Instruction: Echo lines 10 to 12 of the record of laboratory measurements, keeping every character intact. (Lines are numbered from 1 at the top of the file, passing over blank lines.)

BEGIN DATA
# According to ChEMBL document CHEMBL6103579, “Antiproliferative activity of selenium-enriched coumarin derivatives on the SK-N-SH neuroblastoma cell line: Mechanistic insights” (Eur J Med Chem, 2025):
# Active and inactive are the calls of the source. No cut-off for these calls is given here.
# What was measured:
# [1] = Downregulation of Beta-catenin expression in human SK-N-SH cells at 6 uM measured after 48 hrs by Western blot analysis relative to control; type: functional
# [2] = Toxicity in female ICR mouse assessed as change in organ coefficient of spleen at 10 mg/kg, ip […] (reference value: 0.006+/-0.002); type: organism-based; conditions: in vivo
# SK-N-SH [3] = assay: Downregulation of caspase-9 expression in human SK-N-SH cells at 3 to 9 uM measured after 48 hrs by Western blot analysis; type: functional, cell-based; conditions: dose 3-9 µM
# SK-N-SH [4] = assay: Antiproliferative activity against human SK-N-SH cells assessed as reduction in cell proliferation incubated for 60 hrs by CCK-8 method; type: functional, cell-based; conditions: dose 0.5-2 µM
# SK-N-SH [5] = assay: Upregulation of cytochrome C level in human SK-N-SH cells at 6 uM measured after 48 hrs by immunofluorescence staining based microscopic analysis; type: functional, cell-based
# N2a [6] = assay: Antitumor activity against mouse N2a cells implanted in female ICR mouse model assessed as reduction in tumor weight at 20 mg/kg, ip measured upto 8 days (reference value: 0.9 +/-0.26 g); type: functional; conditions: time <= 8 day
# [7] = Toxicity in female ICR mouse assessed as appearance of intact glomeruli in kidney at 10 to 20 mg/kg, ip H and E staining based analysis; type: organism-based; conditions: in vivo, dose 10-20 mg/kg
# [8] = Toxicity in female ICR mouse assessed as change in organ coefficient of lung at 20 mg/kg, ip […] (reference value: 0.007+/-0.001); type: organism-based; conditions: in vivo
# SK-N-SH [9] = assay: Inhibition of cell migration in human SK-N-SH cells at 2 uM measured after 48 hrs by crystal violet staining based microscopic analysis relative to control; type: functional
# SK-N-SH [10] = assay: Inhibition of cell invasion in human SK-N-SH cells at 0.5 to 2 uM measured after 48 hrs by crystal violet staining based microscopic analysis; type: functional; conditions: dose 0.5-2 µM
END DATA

# [7] = Toxicity in female ICR mouse assessed as appearance of intact glomeruli in kidney at 10 to 20 mg/kg, ip H and E staining based analysis; type: organism-based; conditions: in vivo, dose 10-20 mg/kg
# [8] = Toxicity in female ICR mouse assessed as change in organ coefficient of lung at 20 mg/kg, ip […] (reference value: 0.007+/-0.001); type: organism-based; conditions: in vivo
# SK-N-SH [9] = assay: Inhibition of cell migration in human SK-N-SH cells at 2 uM measured after 48 hrs by crystal violet staining based microscopic analysis relative to control; type: functional